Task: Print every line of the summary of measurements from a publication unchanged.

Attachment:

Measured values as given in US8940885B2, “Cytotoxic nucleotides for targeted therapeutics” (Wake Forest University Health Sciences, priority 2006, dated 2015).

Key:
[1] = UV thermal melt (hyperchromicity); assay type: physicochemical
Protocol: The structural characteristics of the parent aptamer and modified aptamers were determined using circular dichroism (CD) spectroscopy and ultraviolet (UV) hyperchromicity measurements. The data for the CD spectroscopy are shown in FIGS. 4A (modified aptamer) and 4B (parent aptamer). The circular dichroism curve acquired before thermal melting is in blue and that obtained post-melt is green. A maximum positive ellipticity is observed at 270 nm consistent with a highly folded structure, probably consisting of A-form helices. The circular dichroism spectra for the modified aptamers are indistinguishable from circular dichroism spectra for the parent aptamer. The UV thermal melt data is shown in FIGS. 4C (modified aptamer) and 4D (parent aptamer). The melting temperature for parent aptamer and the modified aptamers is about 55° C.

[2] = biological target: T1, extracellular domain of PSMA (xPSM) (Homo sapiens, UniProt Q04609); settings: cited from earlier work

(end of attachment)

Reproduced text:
Measured values as given in US8940885B2, “Cytotoxic nucleotides for targeted therapeutics” (Wake Forest University Health Sciences, priority 2006, dated 2015).

Key:
[1] = UV thermal melt (hyperchromicity); assay type: physicochemical
Protocol: The structural characteristics of the parent aptamer and modified aptamers were determined using circular dichroism (CD) spectroscopy and ultraviolet (UV) hyperchromicity measurements. The data for the CD spectroscopy are shown in FIGS. 4A (modified aptamer) and 4B (parent aptamer). The circular dichroism curve acquired before thermal melting is in blue and that obtained post-melt is green. A maximum positive ellipticity is observed at 270 nm consistent with a highly folded structure, probably consisting of A-form helices. The circular dichroism spectra for the modified aptamers are indistinguishable from circular dichroism spectra for the parent aptamer. The UV thermal melt data is shown in FIGS. 4C (modified aptamer) and 4D (parent aptamer). The melting temperature for parent aptamer and the modified aptamers is about 55° C.

[2] = biological target: T1, extracellular domain of PSMA (xPSM) (Homo sapiens, UniProt Q04609); settings: cited from earlier work